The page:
The announcement of the additional time does not indicate the exact amount of the time left in the match. The time may be increased if the referee considers it appropriate but never reduced.
The referee must not compensate for a timekeeping error during the first half by increasing or reducing the length of the second half.
While the latest debate has revolved around accusations that the referee Matemera extended the match beyond the four minutes that he advised his fourth official to indicate to the players, coaches and the fans, it hasn’t taken into context that, according to the laws governing the game, the four minutes were the MINIMUM ADDITIONAL TIME that could be added.
What this means was that the game could not end before the four minutes into time added on had been played but, at the discretion of the referee, who would take into account time lost within that period too, by the team that was in defensive mode, the match could be extended beyond the four minutes.
Matemera decided on Sunday that there was justifiable reasons to extend the game beyond the four minutes of time added on that he had indicated to make up for the losses that came during that optional time, and DeMbare took full advantage and struck home their priceless equaliser.
Bwanya said it was important that everyone involved during the match should help by not wasting time.
“Referee Norman Matemera was dead right in taking account of the playing time lost. When the Highlanders players were injured the match was not being played hence the stopwatch was stopped to take account of the time,” said Bwanya.
“Ball boys were introduced to curb for all the time which would have been lost when the ball is not in play. Spectators pay to watch play not to watch players being treated on the field of play. The medics would do a huge favour to the referees to enter the field of play and then evacuate the injured player than treating them on the field of play.
“This would also minimise the time lost.”
Diya felt Matemera extended a lifeline to Dynamos that the Glamour Boys barely deserved on Sunday.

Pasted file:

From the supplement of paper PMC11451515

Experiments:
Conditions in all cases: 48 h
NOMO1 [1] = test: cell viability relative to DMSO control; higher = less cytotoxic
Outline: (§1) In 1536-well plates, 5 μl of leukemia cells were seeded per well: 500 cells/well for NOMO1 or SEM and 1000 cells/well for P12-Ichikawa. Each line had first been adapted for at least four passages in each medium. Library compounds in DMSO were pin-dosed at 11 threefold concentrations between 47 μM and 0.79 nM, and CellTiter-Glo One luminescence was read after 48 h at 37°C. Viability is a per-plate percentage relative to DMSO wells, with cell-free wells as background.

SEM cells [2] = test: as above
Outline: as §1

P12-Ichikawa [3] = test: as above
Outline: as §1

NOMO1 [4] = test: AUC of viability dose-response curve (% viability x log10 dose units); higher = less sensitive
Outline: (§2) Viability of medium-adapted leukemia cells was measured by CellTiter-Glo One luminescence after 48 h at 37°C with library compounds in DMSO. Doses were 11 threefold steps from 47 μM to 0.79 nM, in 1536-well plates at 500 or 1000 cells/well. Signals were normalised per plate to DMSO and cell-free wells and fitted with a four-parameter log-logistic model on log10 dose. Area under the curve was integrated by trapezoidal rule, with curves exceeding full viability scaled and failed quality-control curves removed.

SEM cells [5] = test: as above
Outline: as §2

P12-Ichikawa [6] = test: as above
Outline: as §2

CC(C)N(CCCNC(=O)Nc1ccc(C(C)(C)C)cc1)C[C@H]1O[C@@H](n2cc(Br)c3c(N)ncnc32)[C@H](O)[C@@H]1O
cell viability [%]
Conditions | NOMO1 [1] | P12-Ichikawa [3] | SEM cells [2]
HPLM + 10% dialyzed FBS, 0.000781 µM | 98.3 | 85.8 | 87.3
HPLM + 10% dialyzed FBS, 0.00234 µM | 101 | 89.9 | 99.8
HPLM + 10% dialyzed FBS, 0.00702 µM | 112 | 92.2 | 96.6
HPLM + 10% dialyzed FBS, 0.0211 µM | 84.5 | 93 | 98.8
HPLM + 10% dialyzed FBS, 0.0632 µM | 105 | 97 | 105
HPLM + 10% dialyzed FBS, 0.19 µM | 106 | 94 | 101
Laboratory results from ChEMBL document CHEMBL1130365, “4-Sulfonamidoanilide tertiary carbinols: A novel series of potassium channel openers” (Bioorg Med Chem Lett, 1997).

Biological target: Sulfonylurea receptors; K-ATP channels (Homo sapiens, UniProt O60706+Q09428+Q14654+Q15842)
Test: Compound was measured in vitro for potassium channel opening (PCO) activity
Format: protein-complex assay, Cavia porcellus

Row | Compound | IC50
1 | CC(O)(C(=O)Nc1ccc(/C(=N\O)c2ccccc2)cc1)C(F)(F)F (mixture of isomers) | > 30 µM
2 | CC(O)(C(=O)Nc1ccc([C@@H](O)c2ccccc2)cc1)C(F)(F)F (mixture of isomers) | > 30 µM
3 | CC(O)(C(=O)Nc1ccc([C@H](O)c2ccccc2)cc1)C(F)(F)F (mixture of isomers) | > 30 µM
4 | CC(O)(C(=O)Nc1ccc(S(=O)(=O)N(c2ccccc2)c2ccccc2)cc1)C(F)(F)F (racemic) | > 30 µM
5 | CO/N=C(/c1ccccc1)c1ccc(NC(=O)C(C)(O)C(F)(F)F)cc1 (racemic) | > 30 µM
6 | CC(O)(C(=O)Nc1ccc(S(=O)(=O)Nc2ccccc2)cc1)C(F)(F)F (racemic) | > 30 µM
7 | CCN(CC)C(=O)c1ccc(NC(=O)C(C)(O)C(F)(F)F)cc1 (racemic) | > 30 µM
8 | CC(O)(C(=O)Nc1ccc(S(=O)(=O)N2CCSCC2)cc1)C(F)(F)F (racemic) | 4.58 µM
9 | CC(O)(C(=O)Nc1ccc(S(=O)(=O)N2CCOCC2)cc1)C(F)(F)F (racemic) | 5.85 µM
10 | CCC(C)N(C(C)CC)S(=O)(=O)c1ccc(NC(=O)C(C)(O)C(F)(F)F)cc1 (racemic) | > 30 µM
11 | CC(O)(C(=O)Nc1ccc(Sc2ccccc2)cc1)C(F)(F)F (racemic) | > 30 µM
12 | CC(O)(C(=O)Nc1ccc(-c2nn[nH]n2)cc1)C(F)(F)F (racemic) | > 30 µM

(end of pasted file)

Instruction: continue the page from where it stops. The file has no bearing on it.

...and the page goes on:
“It’s unfortunate that we failed to collect maximum points after we had done everything,” said Diya.
“When the referees say four minutes, it should be four minutes, it was painful but it happens in football.”
Radio personality Mike Madoda, a strong Bosso fan who hosts a daily evening sports programme on Power FM, which is backed by sponsors, was so upset after the match that he was swearing at the match officials, accusing them of bias and incompetence, as he left Rufaro on Sunday.
Dressed in an Orlando Pirates’ black-and-white home jersey strip, the ones that are popular with Bosso fans, Madoda just had climbed down the steps from where he was watching the match, on the bay adjacent the VIP Enclosure, when he exploded into a furious rage against the match officials.
A number of VIP guests appeared stunned as Madoda tore into the referees and while they probably understood his fury, given his love for Bosso, they were surprised that a man who is supposed to be an impartial commentator, by virtue of his privileged position as a host of a sports programme on national radio, should spin into such anger and swear in public.
In sharp contrast, former Bosso chairman, Ernest “Mapepa” Sibanda said even in that extended time, his team should have preserved their lead if they had kept the same focus, and discipline, they had demonstrated in the first 85 minutes of the match. The Herald